Bei­jing reaf­firms UNESCO sup­port

China backs UN’s cul­tural agency in wake of United States’ with­drawal

China Daily (Hong Kong) - - WORLD - By MO JINGXI mo­jingxi@chi­

China said on Fri­day it will con­tinue to sup­port the work of UNESCO and con­duct co­op­er­a­tion with other coun­tries af­ter the United States an­nounced with­drawal from the Paris-based UN cul­tural or­ga­ni­za­tion.

“Bei­jing has noted the re­lated state­ment,” For­eign Min­istry spokes­woman Hua Chun­y­ing said, adding that China hopes all coun­tries will con­trib­ute to meet UNESCO’s goal of pro­mot­ing in­ter­na­tional co­op­er­a­tion in ed­u­ca­tion, science and cul­ture, as well as fa­cil­i­tat­ing un­der­stand­ing among civ­i­liza­tions.

“China will con­tinue to ac­tively par­tic­i­pate in and sup­port UNESCO’s work and co­op­er­ate with other coun­tries,” she said.

The US on Thurs­day in­formed UNESCO that it would for­mally with­draw from the or­ga­ni­za­tion on Dec 31, 2018 and would seek to re­main en­gaged as a non­mem­ber ob­server state.

The United Na­tions, Rus­sia and France have voiced deep re­grets over the US de­ci­sion to quit the or­ga­ni­za­tion.

UN Sec­re­tary-Gen­eral An­to­nio Guter­res through his spokesman ex­pressed his deep re­gret over Wash­ing­ton’s de­ci­sion, “con­sid­er­ing the ma­jor US role in UNESCO since its found­ing”.

UNESCO Di­rec­tor-Gen­eral Irina Bokova said in a state­ment that the US with­drawal would be a loss to the United Na­tions and “a loss to mul­ti­lat­er­al­ism”.

UN Gen­eral As­sem­bly Pres­i­dent Miroslav La­j­cak ex­pressed his con­cerns that the US move “could have ad­verse im­pacts upon the im­por­tant work of UNESCO”.

While em­pha­siz­ing the role played by the US in mul­ti­lat­eral co­op­er­a­tion, La­j­cak stressed the need for its con­tin­ued en­gage­ment in the work of UNESCO.

Rus­sia’s For­eign Min­istry said on Thurs­day it re­grets the US move, adding it would dis­rupt a num­ber of im­por­tant projects planned by the UN’s cul­tural and ed­u­ca­tional agency.

“We share the con­cern by many coun­tries that the ac­tiv­ity of UNESCO has been too politi­cized lately,” the min­istry said.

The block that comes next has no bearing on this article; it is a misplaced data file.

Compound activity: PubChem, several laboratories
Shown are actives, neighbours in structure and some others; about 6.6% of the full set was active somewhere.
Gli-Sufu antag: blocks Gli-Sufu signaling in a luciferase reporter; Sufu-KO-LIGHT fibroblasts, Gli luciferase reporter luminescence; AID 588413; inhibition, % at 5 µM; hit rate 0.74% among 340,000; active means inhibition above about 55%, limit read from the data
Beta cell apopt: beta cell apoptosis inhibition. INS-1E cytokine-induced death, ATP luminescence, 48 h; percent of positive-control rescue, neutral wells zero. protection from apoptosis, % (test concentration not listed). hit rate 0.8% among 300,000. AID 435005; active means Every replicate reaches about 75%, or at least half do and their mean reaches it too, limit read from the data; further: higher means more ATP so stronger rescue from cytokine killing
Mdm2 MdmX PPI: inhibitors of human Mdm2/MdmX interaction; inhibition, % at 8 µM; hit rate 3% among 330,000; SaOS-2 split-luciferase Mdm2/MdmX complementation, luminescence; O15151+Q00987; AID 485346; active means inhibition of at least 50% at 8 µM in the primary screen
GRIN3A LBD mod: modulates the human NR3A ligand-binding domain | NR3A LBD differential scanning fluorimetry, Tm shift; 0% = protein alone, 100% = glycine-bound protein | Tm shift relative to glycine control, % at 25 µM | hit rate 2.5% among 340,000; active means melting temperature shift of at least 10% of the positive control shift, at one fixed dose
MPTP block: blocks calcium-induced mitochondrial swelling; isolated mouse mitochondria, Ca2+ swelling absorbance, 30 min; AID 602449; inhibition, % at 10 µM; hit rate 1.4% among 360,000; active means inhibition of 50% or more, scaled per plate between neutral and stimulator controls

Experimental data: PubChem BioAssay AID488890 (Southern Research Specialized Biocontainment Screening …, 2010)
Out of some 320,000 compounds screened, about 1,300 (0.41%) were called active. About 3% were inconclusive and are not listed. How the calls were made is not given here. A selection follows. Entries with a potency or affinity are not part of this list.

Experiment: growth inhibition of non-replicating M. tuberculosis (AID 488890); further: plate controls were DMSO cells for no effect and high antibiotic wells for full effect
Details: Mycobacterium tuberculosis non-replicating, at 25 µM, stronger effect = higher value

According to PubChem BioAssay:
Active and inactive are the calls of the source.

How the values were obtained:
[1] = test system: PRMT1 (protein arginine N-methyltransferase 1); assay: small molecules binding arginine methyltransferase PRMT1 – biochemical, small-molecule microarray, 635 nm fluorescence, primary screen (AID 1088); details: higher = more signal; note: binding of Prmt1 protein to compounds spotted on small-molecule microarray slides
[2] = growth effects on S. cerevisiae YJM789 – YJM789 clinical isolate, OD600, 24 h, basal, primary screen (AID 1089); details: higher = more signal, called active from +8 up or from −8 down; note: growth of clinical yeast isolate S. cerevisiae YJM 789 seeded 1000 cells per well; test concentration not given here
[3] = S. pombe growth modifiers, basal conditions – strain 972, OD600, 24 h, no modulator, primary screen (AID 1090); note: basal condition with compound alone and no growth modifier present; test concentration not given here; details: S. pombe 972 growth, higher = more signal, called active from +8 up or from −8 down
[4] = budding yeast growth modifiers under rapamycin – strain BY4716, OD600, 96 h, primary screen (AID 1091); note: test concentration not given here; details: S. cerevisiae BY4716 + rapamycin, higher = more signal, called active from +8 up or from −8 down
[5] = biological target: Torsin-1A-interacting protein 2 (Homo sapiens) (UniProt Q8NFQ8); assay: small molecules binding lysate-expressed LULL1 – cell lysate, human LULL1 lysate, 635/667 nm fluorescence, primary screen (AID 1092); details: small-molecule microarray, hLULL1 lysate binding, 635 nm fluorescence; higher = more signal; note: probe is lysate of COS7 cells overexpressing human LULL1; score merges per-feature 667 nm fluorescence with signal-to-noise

France also voiced its re­gret over the with­drawal “at a time when in­ter­na­tional sup­port for this or­ga­ni­za­tion is cru­cial”.

French For­eign Min­istry spokes­woman Agnes Ro­matet-Es­pagne said “the fu­ture of UNESCO is of par­tic­u­lar im­por­tance to France”, while re­it­er­at­ing Paris com­mit­ment to the UN cul­tural agency’s “crit­i­cal ac­tions” that con­trib­ute to achiev­ing the UN goal of peace.

The US stopped fund­ing UNESCO af­ter the or­ga­ni­za­tion voted to in­clude Pales­tine as a mem­ber in 2011, and now owes about $550 mil­lion in back pay­ments.

All coun­tries should un­der­take global af­fairs in a con­certed way, but the US de­ci­sion is ir­re­spon­si­ble and op­por­tunis­tic.”

Li Haidong,

Is­rael fol­lows

Af­ter the US no­ti­fied the UN or­ga­ni­za­tion about its move, Is­rael wel­comed it.

Is­raeli Prime Min­is­ter Ben­jamin Ne­tanyahu had in­structed the For­eign Min­istry to pre­pare his coun­try’s with­drawal from UNESCO on the same date as the US, ac­cord­ing to a state­ment.

The United States has pulled out of UNESCO be­fore, in 1984 when the Rea­gan ad­min­is­tra­tion left be­cause it viewed the agency as mis­man­aged, cor­rupt and used to ad­vance Soviet in­ter­ests. The US re­joined in 2003.

Li Haidong, a pro­fes­sor of US stud­ies at China For­eign Af­fairs Uni­ver­sity, said Wash­ing­ton’s with­drawal will have an im­pact on spe­cific projects in the short term, but UNESCO’s op­er­a­tion will re­turn to nor­mal as other mem­bers will shoul­der greater re­spon­si­bil­ity.

“All coun­tries should un­der­take global af­fairs in a con­certed way, but the US de­ci­sion is ir­re­spon­si­ble and op­por­tunis­tic,” he said.

Xin­hua, Reuters and AP con­trib­uted to this story.

The UN’s ed­u­ca­tional, sci­en­tific and cul­tural agency

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